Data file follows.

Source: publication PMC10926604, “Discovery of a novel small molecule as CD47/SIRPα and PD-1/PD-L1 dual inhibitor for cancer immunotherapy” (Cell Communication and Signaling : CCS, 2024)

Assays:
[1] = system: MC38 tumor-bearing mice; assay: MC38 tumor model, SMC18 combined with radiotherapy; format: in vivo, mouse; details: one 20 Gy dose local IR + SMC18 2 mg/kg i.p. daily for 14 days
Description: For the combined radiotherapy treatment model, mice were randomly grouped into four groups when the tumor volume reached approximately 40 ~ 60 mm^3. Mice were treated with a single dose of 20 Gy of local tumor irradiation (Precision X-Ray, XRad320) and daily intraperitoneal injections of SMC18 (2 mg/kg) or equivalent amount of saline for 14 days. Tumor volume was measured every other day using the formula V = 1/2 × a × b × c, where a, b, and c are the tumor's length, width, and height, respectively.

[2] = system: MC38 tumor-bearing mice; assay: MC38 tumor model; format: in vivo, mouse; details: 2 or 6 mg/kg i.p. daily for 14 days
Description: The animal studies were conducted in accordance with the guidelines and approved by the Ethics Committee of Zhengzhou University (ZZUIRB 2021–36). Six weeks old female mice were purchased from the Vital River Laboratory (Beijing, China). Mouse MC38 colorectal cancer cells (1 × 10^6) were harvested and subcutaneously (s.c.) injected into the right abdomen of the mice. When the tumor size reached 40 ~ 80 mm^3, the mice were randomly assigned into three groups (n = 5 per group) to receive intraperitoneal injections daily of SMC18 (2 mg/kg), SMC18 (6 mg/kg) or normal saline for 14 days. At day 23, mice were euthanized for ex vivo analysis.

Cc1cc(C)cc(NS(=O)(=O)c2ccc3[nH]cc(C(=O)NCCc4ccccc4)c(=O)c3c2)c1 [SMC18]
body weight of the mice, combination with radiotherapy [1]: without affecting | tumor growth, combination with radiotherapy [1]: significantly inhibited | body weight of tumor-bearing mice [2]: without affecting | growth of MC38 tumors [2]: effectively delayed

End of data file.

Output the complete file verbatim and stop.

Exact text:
Source: publication PMC10926604, “Discovery of a novel small molecule as CD47/SIRPα and PD-1/PD-L1 dual inhibitor for cancer immunotherapy” (Cell Communication and Signaling : CCS, 2024)

Assays:
[1] = system: MC38 tumor-bearing mice; assay: MC38 tumor model, SMC18 combined with radiotherapy; format: in vivo, mouse; details: one 20 Gy dose local IR + SMC18 2 mg/kg i.p. daily for 14 days
Description: For the combined radiotherapy treatment model, mice were randomly grouped into four groups when the tumor volume reached approximately 40 ~ 60 mm^3. Mice were treated with a single dose of 20 Gy of local tumor irradiation (Precision X-Ray, XRad320) and daily intraperitoneal injections of SMC18 (2 mg/kg) or equivalent amount of saline for 14 days. Tumor volume was measured every other day using the formula V = 1/2 × a × b × c, where a, b, and c are the tumor's length, width, and height, respectively.

[2] = system: MC38 tumor-bearing mice; assay: MC38 tumor model; format: in vivo, mouse; details: 2 or 6 mg/kg i.p. daily for 14 days
Description: The animal studies were conducted in accordance with the guidelines and approved by the Ethics Committee of Zhengzhou University (ZZUIRB 2021–36). Six weeks old female mice were purchased from the Vital River Laboratory (Beijing, China). Mouse MC38 colorectal cancer cells (1 × 10^6) were harvested and subcutaneously (s.c.) injected into the right abdomen of the mice. When the tumor size reached 40 ~ 80 mm^3, the mice were randomly assigned into three groups (n = 5 per group) to receive intraperitoneal injections daily of SMC18 (2 mg/kg), SMC18 (6 mg/kg) or normal saline for 14 days. At day 23, mice were euthanized for ex vivo analysis.

Cc1cc(C)cc(NS(=O)(=O)c2ccc3[nH]cc(C(=O)NCCc4ccccc4)c(=O)c3c2)c1 [SMC18]
body weight of the mice, combination with radiotherapy [1]: without affecting | tumor growth, combination with radiotherapy [1]: significantly inhibited | body weight of tumor-bearing mice [2]: without affecting | growth of MC38 tumors [2]: effectively delayed